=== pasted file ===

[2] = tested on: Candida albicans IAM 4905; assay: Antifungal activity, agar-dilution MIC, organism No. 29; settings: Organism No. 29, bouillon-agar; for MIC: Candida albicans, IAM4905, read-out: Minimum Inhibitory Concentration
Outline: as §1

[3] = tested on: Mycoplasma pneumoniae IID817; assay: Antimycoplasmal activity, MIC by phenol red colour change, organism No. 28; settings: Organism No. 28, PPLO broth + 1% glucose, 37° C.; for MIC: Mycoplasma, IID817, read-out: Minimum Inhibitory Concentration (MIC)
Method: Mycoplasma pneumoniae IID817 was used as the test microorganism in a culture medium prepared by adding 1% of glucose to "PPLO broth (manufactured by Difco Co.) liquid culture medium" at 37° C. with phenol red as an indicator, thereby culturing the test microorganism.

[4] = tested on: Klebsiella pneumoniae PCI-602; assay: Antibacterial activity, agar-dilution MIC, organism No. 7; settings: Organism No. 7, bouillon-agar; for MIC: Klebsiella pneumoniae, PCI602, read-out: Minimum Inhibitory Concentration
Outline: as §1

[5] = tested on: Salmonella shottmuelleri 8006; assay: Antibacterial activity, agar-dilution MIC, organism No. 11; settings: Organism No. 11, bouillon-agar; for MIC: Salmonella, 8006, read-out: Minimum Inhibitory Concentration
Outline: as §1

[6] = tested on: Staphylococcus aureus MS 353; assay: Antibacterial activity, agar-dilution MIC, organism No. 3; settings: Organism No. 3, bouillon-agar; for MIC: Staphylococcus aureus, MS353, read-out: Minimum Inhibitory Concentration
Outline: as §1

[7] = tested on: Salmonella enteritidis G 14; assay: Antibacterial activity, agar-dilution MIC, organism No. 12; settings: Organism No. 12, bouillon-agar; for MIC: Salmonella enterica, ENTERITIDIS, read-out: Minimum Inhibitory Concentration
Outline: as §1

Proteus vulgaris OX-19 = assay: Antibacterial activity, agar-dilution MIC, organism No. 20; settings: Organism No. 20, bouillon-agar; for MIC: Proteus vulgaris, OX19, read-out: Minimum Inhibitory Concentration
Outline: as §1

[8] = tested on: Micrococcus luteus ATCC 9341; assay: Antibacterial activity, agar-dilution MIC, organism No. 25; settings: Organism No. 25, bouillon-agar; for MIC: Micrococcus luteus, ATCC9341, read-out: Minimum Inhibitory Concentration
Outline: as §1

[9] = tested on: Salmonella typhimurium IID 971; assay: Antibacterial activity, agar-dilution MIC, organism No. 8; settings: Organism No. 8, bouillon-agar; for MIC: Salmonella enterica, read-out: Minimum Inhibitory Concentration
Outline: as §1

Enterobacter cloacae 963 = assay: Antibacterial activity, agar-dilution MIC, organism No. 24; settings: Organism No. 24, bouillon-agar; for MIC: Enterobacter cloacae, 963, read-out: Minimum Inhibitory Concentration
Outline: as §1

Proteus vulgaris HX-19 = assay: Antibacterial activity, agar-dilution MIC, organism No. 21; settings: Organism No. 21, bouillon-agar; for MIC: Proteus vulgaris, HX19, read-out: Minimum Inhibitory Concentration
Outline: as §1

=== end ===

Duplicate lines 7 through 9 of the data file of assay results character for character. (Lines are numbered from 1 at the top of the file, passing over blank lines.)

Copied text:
[5] = tested on: Salmonella shottmuelleri 8006; assay: Antibacterial activity, agar-dilution MIC, organism No. 11; settings: Organism No. 11, bouillon-agar; for MIC: Salmonella, 8006, read-out: Minimum Inhibitory Concentration
Outline: as §1

[6] = tested on: Staphylococcus aureus MS 353; assay: Antibacterial activity, agar-dilution MIC, organism No. 3; settings: Organism No. 3, bouillon-agar; for MIC: Staphylococcus aureus, MS353, read-out: Minimum Inhibitory Concentration